As longstanding Metro IAF and BUILD Leader Carol Reckling said, “It’s almost unfathomable to grasp Bishop’s reach. One way or another he impacted every one of us."
We were blessed with one of the greatest. We are all part of his legacy. We miss him dearly and are reminded of the words from God to the prophet that Bishop often closed out actions with, "Whom shall I send, and who shall go for us? And the voice of the prophet responded, 'Here am I, send me.’”
Let us continue to answer the call and fight the good fight. As we grieve his loss, may his incredible prophetic voice, brilliant wisdom, deep laughter, and shared memory guide us.
Please hold his dear wife Rose Miles, sons Pastor Dante and Harvey Miles, his entire family, Koinonia Baptist Church and BUILD in your prayers.
Leaders Applaud AB832 for Keeping Families Housed & Rental Assistance Flowing
Thousands of leaders across California Industrial Areas Foundation (IAF) organizations celebrated a new deal announced by the Governor and state legislators to extend the state’s eviction moratorium and rent relief program that was set to expire June 30, 2021.
The California IAF specifically applauds State leaders for:
- Extending the eviction ban to September 30, 2021
- Paying 100% of overdue rent and utilities paid for landlords and tenants
- Providing up to18 months of rental assistance for past and future rent
- Allowing either tenants or land lords to receive funds
- Forestalling evictions until rental assistance applications are attempted
On June 3rd, 2021, over 600 California IAF leaders convened on Zoom -- along with Catholic Bishop Oscar Cantú (whose op-ed can be read here), Episcopal Bishop Lucinda Ashby and two state legislators -- to call for an extension of the eviction moratorium and expansion of SB91 to allow more flexibility with rental assistance distribution to keep families housed. California IAF organized hundreds of phone calls and emails to State Senators, Assembly members and the Governor asking for more time and flexibility to get funds to families who missed rent due to the pandemic.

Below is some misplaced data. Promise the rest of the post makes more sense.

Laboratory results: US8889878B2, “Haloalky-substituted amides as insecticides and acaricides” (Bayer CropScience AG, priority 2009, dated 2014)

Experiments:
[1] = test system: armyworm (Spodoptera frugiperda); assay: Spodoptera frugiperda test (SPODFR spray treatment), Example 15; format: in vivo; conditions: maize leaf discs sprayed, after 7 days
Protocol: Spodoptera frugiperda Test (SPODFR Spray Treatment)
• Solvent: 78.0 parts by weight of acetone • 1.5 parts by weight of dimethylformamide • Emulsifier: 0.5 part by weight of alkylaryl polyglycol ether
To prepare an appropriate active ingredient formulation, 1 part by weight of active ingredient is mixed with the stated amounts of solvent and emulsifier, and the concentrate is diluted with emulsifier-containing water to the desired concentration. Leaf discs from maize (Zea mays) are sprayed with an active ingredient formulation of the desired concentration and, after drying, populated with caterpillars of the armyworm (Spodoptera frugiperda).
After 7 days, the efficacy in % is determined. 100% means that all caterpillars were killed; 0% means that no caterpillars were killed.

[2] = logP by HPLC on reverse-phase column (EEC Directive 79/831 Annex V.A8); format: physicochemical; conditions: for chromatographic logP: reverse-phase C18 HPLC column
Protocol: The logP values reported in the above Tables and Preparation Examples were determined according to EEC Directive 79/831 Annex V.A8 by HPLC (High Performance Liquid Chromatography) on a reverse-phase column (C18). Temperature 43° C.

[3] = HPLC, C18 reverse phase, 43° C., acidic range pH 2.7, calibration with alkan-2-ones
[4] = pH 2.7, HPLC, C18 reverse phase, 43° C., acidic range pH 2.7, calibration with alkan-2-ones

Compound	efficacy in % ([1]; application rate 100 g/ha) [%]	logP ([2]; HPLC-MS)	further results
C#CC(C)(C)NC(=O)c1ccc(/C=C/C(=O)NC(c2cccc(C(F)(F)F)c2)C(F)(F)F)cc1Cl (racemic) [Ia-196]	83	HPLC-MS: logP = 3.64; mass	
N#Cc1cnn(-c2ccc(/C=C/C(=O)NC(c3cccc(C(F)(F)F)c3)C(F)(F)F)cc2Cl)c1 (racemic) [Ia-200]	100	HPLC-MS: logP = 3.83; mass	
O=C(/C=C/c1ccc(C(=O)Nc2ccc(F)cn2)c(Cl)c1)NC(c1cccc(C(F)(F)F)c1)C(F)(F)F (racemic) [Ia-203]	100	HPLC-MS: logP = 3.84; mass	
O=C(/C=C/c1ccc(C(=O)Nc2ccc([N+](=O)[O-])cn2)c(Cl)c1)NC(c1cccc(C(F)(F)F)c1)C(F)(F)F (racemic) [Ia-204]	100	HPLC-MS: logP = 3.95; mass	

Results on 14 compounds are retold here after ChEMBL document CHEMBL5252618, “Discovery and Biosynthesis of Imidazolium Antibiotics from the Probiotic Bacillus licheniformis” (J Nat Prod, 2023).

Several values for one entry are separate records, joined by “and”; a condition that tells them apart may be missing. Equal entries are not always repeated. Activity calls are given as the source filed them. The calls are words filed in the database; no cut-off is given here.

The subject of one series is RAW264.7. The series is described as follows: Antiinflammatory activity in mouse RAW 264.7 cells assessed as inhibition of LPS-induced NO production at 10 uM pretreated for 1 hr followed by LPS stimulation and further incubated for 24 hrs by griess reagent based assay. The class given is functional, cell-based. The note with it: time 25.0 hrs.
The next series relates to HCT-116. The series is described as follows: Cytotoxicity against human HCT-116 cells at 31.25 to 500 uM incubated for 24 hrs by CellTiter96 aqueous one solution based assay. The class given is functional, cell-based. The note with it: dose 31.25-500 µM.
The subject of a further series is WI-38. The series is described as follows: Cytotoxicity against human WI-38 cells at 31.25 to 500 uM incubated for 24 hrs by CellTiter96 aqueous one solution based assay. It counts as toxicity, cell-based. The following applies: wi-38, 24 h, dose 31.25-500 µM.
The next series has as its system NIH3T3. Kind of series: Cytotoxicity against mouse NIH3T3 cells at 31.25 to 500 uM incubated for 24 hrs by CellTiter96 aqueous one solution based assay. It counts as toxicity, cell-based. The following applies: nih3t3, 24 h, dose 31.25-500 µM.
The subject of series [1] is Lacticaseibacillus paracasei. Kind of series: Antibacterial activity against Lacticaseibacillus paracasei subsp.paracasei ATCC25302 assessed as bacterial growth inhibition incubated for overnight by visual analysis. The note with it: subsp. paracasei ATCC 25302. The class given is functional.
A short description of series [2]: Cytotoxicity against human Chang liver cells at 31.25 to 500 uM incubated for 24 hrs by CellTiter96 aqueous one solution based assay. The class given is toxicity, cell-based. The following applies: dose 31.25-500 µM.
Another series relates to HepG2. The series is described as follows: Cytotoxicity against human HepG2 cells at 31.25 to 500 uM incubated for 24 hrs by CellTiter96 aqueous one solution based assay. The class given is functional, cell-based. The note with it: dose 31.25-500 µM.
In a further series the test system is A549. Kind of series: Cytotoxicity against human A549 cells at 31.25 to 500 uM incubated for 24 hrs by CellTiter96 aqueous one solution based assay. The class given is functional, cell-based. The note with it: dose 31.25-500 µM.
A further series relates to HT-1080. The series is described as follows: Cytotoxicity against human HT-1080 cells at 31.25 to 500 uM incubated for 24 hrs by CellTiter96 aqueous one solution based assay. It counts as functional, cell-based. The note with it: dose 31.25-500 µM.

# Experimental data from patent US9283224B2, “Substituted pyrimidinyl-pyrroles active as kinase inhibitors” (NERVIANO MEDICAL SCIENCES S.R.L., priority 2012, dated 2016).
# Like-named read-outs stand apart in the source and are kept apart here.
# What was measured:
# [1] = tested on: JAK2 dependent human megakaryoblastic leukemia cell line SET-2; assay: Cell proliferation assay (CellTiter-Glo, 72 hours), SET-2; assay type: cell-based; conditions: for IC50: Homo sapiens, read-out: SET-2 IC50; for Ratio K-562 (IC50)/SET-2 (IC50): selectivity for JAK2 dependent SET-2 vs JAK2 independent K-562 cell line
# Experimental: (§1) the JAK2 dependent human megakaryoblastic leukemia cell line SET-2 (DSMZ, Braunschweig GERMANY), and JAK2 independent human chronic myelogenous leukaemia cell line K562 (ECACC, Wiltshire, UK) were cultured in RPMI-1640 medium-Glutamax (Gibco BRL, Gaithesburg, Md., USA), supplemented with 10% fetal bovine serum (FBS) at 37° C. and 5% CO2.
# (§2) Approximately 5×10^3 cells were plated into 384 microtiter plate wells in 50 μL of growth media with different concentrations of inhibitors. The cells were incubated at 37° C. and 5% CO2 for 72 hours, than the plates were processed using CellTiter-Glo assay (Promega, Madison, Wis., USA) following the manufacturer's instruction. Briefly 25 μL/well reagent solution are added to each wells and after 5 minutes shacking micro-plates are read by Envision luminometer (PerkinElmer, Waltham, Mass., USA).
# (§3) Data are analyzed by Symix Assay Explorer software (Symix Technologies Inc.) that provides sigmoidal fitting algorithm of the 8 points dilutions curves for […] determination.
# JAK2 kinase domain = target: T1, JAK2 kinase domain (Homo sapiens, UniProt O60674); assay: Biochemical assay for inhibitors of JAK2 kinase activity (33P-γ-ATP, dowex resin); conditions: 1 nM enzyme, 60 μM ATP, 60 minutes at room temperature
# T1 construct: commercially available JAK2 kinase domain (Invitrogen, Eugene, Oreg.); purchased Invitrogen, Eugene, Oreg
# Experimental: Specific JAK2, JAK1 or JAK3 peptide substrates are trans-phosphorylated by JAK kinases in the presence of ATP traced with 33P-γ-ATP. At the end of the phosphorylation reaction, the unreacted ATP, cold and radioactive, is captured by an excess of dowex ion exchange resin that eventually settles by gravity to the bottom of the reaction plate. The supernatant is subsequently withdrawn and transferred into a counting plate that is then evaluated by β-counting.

“California IAF leaders are pleased our state legislators acted to protect our families from eviction and provide 100% of rent owed. Our thanks go to Senators Caballero, Durazo, Laird and Weiner and Assemblymembers Chiu, Bloom, Reyes and Santiago for leading the charge on behalf of our families," said Rabbi Paula Marcus of Temple Beth El, Aptos. "We would have preferred a 6 month extension, but we will turn our focus now to local organizing meetings so our families understand their rights and how to apply for rental assistance.”
“By sharing our stories with state agency staff and legislators, our recommendations were accepted to allow for easier income verification and tenants with informal leases to be included as eligible for assistance. By making future months of rent available, this will allow tenants like me to be able to cover my rent while I pay off the debts to my family and credit card that I took on to keep my landlord paid,” said Lourdes Rios, COPA leader in Santa Cruz County.
Central Coast Reacts to the Extension of the Eviction Moratorium, Noticias Ya [video in Spanish]
Santa Cruz County Housing Advocates Seek State Eviction Moratorium Extension, Santa Cruz Sentinel [pdf]
Local Leaders Ask for Extension of Moratorium on Evictions in California, Telemundo [en español] [pdf]
California IAF Action on Renter Protection, California IAF
Hundreds of Advocates Urge Gov. Newsom to Expand SB91, Good Times [pdf]
With Assistance Lagging, State Must Extend Rental Eviction Moratorium, Santa Cruz Sentinel [pdf]
Hundreds of Advocates Urge Gov. Newsom to Expand SB91, The Pajaronian [pdf]
JOE RUBIO TO BEGIN AS IAF CO-DIRECTOR
Dear IAF Leaders, Organizers, Allies and Friends --
After over 50 years organizing and building the West/Southwest IAF region, Ernesto Cortes Jr. will be transitioning from IAF Co-Director to a new role as IAF senior advisor. Mr. Cortes officially submitted his transition plan to our Board in January, and he and the IAF Board have carefully planned this process over the past year.
We are also pleased to announce that Joe Rubio, long-time IAF senior organizer, will succeed Mr. Cortes as Co-Director effective July 1, 2021. Mr. Rubio, who has organized and supervised IAF projects in Texas, Arizona, and Colorado, will join Martin Trimble, IAF’s other Co-Director, who succeeded Mike Gecan in 2019.
The IAF Board is deeply grateful for Mr. Cortes’ leadership and work to build the modern IAF in the West/Southwest, developing some of the most powerful and enduring non-partisan, broad-based citizens’ organizations in the country. We are gratified that, as a senior advisor, he will continue to offer seasoned guidance for organizer formation, leadership training, and development of the region.